Liu TT. Neurovascular factors in resting-state functional MRI. NeuroImage. 2013;80:339–48.PubMedPubMedCentralCrossRefGoogle Scholar
  107. 107.
    Mayhew JEW, Askew S, Zheng Y, Porrill J, Westby GWM, Redgrave P, Rector DM, Harper RM. Cerebral vasomotion: a 0.1-Hz oscillation in reflected light imaging of neural activity. NeuroImage. 1996;4:183–93.PubMedCrossRefPubMedCentralGoogle Scholar
  108. 108.
    Obrig H, Neufang M, Wenzel R, Kohl M, Steinbrink J, Einhäupl K, Villringer A. Spontaneous low frequency oscillations of cerebral hemodynamics and metabolism in human adults. NeuroImage. 2000;12:623–39.PubMedCrossRefPubMedCentralGoogle Scholar
  109. 109.
    Logothetis NK. The neural basis of the blood-oxygen-level-dependent functional magnetic resonance imaging signal. Philos Trans R Soc Lond B. 2002;357:1003–37.CrossRefGoogle Scholar
  110. 110.
    Logothetis NK. The underpinnings of the BOLD functional magnetic resonance imaging signal. J Neurosci. 2003;23:3963–71.PubMedCrossRefPubMedCentralGoogle Scholar
  111. 111.
    Logothetis NK. What we can do and what we cannot do with fMRI. Nature. 2008;453:869–78.PubMedCrossRefPubMedCentralGoogle Scholar
  112. 112.
    Lauritzen M. Reading vascular changes in brain imaging: is dendritic calcium the key? Nat Rev Neurosci. 2005;6:77–85.PubMedCrossRefPubMedCentralGoogle Scholar
  113. 113.
    Devor A, Sakadžić S, Srinivasan VJ, Yaseen MA, Nizar K, Saisan PA, Tian P, Dale AM, Vinogradov SA, Franceschini MA, Boas DA. Frontiers in optical imaging of cerebral blood flow and metabolism. J Cereb Blood Flow Metab. 2012;32:1259–76.PubMedPubMedCentralCrossRefGoogle Scholar
  114. 114.
    Mishra A, Kurth-Nelson Z, Hall C, Howarth C. Interpreting BOLD: a dialogue between cognitive and cellular neuroscience. Theo Murphy Meeting Themed Issue. Philos Trans R Soc B. 2016;371(1705):20150348–61.CrossRefGoogle Scholar
  115. 115.
    Logothetis NK, Pauls J, Augath M, Trinath T, Oeltermann A. Neurophysiological investigation of the basis of the fMRI signal. Nature. 2001;412:150–7.PubMedCrossRefPubMedCentralGoogle Scholar
  116. 116.
    Niessing J, Ebisch B, Schmidt KE, Niessing M, Singer W, Galuske RA. Hemodynamic signals correlate tightly with synchronized gamma oscillations. Science. 2005;309:948–51.PubMedCrossRefPubMedCentralGoogle Scholar
  117. 117.
    Nir Y, Mukamel R, Dinstein I, Privman E, Harel M, Fisch L, Gelbard-Sagiv H, Kipervasser S, Andelman F, Neufeld MY, Kramer U, Arieli A, Fried I, Malach R. Interhemispheric correlations of slow spontaneous neuronal fluctuations revealed in human sensory cortex. Nat Neurosci. 2008;11:1100–8.PubMedPubMedCentralCrossRefGoogle Scholar
  118. 118.
    He BJ, Raichle ME. The fMRI signal, slow cortical potential and consciousness. Trends Cogn Sci. 2009;13:302–9.PubMedPubMedCentralCrossRefGoogle Scholar
  119. 119.
    Henrie JA, Shapley R. LFP power spectra in V1 cortex: the graded effect of stimulus contrast. J Neurophysiol. 2005;94:479–90.PubMedCrossRefPubMedCentralGoogle Scholar
  120. 120.
    Pesaran B, Pezaris JS, Sahani M, Mitra PP, Andersen RA. Temporal structure in neuronal activity during working memory in macaque parietal cortex. Nat Neurosci. 2002;5:805–11.PubMedCrossRefPubMedCentralGoogle Scholar
  121. 121.
    Bauer EP, Paz R, Paré D. Gamma oscillations coordinate amygdalo-rhinal interactions during learning. J Neurosci. 2007;27:9369–79.PubMedCrossRefPubMedCentralGoogle Scholar
  122. 122.
    Longden T, Dabertrand F, Koide M, Gonzales AL, Tykocki NR, Brayden JE, Hill-Eubanks D, Nelson MT. Capillary K+-sensing initiates retrograde hyperpolarization to increase local cerebral blood flow. Nat Neurosci. 2017;20:717–26.PubMedPubMedCentralCrossRefGoogle Scholar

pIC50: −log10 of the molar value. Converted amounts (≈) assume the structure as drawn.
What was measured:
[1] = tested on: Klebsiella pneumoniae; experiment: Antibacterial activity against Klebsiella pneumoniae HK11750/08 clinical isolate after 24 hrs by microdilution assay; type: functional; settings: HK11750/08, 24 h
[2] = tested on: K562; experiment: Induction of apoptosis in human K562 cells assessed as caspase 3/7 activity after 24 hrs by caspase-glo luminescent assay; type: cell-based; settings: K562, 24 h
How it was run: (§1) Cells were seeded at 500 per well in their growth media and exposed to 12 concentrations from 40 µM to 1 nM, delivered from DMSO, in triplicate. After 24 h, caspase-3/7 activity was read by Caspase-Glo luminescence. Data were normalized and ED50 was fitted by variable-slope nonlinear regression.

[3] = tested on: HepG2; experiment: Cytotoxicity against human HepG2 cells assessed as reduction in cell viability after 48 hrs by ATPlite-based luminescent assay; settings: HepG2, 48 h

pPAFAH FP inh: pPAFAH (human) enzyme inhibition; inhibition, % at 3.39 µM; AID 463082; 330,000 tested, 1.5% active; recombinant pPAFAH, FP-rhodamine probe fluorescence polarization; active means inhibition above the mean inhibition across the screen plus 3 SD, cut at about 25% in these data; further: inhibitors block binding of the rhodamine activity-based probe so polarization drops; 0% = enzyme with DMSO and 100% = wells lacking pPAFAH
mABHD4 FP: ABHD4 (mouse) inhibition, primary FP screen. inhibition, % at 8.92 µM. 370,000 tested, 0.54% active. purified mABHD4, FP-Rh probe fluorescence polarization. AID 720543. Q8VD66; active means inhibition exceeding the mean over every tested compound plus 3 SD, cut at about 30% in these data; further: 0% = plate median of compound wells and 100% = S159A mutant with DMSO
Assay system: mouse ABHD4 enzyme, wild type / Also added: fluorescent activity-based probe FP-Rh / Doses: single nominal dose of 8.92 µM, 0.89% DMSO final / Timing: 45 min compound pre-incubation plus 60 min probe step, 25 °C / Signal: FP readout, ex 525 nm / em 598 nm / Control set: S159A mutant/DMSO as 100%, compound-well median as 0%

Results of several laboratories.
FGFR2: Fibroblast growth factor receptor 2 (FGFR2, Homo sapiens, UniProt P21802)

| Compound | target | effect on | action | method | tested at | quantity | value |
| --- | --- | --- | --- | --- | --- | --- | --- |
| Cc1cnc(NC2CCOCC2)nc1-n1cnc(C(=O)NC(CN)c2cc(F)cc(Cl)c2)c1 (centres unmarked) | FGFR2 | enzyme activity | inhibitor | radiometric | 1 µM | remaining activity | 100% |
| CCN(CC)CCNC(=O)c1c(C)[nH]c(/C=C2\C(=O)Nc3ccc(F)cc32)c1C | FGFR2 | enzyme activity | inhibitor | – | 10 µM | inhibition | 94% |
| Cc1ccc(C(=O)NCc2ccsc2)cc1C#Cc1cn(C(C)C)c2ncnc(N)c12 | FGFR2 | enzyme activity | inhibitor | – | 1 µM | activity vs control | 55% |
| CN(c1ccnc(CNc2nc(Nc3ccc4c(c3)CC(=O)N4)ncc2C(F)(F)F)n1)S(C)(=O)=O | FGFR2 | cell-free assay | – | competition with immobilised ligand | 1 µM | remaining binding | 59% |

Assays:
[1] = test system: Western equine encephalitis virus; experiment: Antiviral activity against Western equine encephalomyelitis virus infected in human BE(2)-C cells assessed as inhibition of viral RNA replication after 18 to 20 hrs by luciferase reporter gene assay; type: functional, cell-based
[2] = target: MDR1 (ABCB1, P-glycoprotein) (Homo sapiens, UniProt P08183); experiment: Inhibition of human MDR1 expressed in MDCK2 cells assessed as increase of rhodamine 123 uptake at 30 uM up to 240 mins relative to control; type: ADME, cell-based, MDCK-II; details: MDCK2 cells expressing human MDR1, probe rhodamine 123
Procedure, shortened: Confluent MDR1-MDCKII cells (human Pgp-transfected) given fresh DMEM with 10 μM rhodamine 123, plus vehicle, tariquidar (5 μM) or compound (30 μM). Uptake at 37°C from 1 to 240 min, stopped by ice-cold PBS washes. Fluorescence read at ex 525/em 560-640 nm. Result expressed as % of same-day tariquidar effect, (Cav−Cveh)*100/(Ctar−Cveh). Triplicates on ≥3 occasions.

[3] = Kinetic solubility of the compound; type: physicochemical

123. 123.
    Hall CN, Reynell C, Gesslein B, Hamilton NB, Mishra A, Sutherland BA, O’Farrell FM, Buchan AM, Lauritzen M, Attwell D. Capillary pericytes regulate cerebral blood flow in health and disease. Nature. 2014;508:55–60.PubMedPubMedCentralCrossRefGoogle Scholar
  124. 124.
    Jackson WF. Boosting the signal: Endothelial inward rectifier K+ channels. Microcirculation. 2017;24:e12319.CrossRefGoogle Scholar
  125. 125.
    Tallini YN, Brekke JF, Shui B, Doran R, Hwang SM, Nakai J, Salama G, Segal SS, Kotlikoff MI. Propagated endothelial Ca2+ waves and arteriolar dilation in vivo: measurements in Cx40BAC–GCaMP2 transgenic mice. Circ Res. 2007;101:1300–9.PubMedCrossRefPubMedCentralGoogle Scholar
  126. 126.
    Chen BR, Kozberg MG, Bouchard MB, Shaik MA, Hillman EMC. A critical role of the vascular endothelium in functional neurovascular coupling in the brain. J Am Heart Assoc. 2014;3:e000787.PubMedPubMedCentralGoogle Scholar
  127. 127.
    Sinkler SY, Segal SS. Rapid versus slow ascending vasodilatation: intercellular conduction versus flow-mediated signalling with tetanic versus rhythmic muscle contractions. J Physiol. 2017;595:7149–65.PubMedPubMedCentralCrossRefGoogle Scholar
  128. 128.
    Bernardi L, Rossi M, Fratino P, Finardi G, Mevio E, Orlandi C. Relationship between phasic changes in human skin blood flow and autonomic tone. Microvasc Res. 1989;37:16–27.PubMedCrossRefPubMedCentralGoogle Scholar
  129. 129.
    Borovik A, Golubinskaya V, Tarasova O, Aalkjaer C, Nilsson H. Phase resetting of arterial vasomotion by burst stimulation of perivascular nerves. J Vasc Res. 2005;42:165–73.PubMedCrossRefPubMedCentralGoogle Scholar
  130. 130.
    Bernardi L, Rossi M, Leuzzi S, Mevio E, Fornasari G, Calciati A, Orlandi C, Fratino P. Reduction of 0.1 Hz microcirculatory fluctuations as evidence of sympathetic dysfunction in insulin-dependent diabetes. Cardiovasc Res. 1997;34:185–91.PubMedCrossRefPubMedCentralGoogle Scholar
  131. 131.
    Meyer MF, Rose CJ, Hülsmann JO, Schatz H, Pfohl M. Impaired 0.1-Hz vasomotion assessed by laser Doppler anemometry as an early index of peripheral sympathetic neuropathy in diabetes. Microvasc Res. 2003;65:88–95.PubMedCrossRefPubMedCentralGoogle Scholar

Copyright information

© Springer Nature Singapore Pte Ltd. 2019

Authors and Affiliations

  • William C. Cole
    • 1
    Email author
  • Grant R. Gordon
    • 1
  • Andrew P. Braun
    • 1
  1. 1.Department of Physiology and Pharmacology, Libin Cardiovascular Institute, Cumming School of MedicineUniversity of CalgaryCalgaryCanada

Personalised recommendations